Wittnauer Super Compressor
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Wittnauer Super Compressor

The late 1950s and early 1960s saw the rise of the tool watch, with brands falling over themselves to produce watches meant for a particular purpose--whether driving or diving, yachting, or mountain climbing, there was a watch for every sport. 

But the 1950s are perhaps best-known for the emergence of the dive watch. The development of readily-available SCUBA equipment made it possible for "civilians" to dive recreationally. While heavy-hitters like RolexBlancpain and Seiko produced watches for professional divers (and the world's militaries), the market was absolutely saturated with examples from brands as varied as Enicar and Bulova.

Many of these watches (such as this one for the Arabic market) used contract cases, and perhaps the best-known of these were notable for their distinctive twin crowns. 

Eager to get into the burgeoning dive watch market, many of the best Swiss brands turned to Ervin Piquerez, S.A. or EPSA, the leading manufacturer of compressor cases at the time, for cases to build their divers around.

The Super Compressor name refers to the innovative case design, which utilizes a "compressor" system that was designed to become more watertight the deeper the watch went under water. As the atmospheric pressure increases along with depth, the case back compressed, pushing on the gaskets and creating a tighter seal. The compressor case wasn’t any better at preventing water intrusion than a screw-down crown (in fact, it was probably worse), but due to their good looks, compressor cases proved to be popular during the 1960s.

Super Compressor diving watches are a category unto themselves, with the best Swiss brands (from Longines to Jaeger-LeCoultre to no-name, defunct brands like Enicar, Clebar, and Delvina) producing versions of this attractive dive watch. Due to the inner rotating bezel (activated by the upper crown) and the unobtrusive size (36mm in many variations), the SuperCompressor appears to be less of a "tool watch" than some of the other divers with their bulky cases and external rotating bezels. They could almost be called dress watches, with their oftentimes elegant black glossy dials.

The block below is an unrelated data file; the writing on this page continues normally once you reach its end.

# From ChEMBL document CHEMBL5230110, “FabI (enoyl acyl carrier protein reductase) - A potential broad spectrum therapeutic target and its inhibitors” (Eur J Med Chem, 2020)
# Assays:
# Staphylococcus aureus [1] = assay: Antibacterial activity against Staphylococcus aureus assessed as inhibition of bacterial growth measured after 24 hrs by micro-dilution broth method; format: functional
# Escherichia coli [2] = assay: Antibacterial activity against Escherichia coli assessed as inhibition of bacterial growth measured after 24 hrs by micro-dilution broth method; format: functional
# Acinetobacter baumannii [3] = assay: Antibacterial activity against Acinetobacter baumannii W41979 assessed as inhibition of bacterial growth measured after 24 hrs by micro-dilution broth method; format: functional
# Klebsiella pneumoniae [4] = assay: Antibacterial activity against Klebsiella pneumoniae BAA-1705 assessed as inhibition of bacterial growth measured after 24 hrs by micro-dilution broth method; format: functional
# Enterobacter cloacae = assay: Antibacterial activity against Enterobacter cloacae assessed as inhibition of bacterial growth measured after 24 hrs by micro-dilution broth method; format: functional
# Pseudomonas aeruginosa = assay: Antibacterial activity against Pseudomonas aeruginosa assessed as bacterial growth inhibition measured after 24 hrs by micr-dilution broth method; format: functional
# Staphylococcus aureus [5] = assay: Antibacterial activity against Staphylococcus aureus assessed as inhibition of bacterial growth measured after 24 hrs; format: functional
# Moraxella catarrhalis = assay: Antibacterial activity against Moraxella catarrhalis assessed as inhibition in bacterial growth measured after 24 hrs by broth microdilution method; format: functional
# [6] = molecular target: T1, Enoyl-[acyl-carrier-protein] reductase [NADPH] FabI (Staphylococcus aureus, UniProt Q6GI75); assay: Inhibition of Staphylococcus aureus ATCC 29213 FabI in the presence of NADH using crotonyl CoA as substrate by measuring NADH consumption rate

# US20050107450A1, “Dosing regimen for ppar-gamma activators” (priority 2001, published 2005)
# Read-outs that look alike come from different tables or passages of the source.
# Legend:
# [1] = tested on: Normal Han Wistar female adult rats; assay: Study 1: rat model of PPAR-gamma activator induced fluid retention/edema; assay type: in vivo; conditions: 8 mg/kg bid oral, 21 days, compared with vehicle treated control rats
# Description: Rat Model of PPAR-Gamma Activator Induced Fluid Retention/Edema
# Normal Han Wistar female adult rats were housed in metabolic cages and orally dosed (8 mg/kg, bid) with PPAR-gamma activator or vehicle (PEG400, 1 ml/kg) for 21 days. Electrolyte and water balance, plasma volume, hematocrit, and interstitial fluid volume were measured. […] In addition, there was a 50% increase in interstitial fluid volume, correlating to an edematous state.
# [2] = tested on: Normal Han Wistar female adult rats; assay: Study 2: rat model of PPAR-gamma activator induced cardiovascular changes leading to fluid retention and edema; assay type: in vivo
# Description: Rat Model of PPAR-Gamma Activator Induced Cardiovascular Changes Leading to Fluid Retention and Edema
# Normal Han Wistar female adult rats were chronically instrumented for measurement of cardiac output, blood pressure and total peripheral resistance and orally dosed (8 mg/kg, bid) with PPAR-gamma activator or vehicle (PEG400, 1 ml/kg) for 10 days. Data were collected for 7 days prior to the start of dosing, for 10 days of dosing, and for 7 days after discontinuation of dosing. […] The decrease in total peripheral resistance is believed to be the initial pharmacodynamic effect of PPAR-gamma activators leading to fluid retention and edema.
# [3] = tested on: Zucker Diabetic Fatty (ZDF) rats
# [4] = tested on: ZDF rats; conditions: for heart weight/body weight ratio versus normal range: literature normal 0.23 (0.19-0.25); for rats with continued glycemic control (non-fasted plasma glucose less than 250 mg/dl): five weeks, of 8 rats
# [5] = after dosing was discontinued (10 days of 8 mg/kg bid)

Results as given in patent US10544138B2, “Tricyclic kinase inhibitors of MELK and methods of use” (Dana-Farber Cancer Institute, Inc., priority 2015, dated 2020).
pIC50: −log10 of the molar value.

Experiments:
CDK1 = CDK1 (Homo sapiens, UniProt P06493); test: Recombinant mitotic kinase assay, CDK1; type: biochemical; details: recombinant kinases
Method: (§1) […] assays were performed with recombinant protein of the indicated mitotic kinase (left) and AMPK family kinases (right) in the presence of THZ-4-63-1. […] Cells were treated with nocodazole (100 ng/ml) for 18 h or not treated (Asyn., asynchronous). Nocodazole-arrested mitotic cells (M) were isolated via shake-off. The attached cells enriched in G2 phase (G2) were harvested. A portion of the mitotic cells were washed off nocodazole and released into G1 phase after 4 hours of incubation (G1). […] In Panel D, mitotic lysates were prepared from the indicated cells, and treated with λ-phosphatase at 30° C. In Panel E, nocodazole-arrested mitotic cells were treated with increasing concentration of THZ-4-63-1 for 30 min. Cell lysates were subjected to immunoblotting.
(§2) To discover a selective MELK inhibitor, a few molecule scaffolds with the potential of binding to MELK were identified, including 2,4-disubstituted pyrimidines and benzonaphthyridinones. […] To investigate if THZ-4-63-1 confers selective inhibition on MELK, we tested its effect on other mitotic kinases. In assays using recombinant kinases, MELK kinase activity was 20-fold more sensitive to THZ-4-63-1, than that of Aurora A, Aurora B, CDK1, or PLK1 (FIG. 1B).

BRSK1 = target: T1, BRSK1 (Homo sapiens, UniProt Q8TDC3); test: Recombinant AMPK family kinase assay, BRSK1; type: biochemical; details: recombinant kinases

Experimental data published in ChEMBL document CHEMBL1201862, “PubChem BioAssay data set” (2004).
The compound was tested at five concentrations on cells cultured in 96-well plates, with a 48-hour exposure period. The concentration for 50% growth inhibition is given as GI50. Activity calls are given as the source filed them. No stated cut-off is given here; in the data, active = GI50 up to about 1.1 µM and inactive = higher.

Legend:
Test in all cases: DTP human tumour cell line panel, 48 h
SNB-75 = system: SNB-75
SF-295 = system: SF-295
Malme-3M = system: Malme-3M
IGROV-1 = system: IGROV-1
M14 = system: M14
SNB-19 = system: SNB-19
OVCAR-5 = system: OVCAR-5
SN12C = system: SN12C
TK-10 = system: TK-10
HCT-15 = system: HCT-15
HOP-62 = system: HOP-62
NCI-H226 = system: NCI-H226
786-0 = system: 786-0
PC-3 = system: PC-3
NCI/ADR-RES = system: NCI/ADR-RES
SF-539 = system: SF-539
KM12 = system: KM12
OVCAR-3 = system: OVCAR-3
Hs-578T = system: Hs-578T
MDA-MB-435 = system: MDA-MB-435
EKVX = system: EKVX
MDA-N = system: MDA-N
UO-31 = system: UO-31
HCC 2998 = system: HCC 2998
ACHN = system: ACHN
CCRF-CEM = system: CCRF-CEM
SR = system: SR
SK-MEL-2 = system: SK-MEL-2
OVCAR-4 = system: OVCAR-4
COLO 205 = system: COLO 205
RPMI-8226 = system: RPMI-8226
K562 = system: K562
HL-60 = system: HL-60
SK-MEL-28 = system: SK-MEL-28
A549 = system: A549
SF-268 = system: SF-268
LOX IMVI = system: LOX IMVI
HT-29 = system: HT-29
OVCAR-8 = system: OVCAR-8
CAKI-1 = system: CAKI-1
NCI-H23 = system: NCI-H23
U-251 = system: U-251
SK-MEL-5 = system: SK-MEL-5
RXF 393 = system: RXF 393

But make no mistake, these watches were meant to dive, and dive deep.

This particular version was produced by Wittnauer. Its dial features bold hour markers at 6:00, 9:00 and 12:00 (with the date at 3), large sword hands. The SuperCompressor case has thick, beefy, faceted lugs, making it wear larger than the 36mm would suggest.

With so many SuperCompressors on the market, it can be bewildering. Fortunately our friends at Worn&Wound have given us a comprehensive breakdown. But for our money, this Wittnauer SuperCompressor is a good place to start. 

Details

SKU: TT01149

Stainless steel Super Compressor case is approximately 36mm (excluding crowns). Wittnauer Caliber C11KAS Self-Winding Movement. Circa mid-1960s.

Overall Condition: Stainless steel Super Compressor case is in very good condition with thick bevels on the lugs and no signs of over-polishing. Crystal is a service replacement. Case has only minor signs of use and wear in keeping with its age, including light scratches on the lugs and the sides of the case. Dial is in very good condition with a fine even patina to the luminescent elements. Wittnauer signed crowns with EPSA cross-hatch. Case back has some light scratches and tool marks but is in otherwise very good condition.

Includes one 18mm tan two-piece NATO strap.

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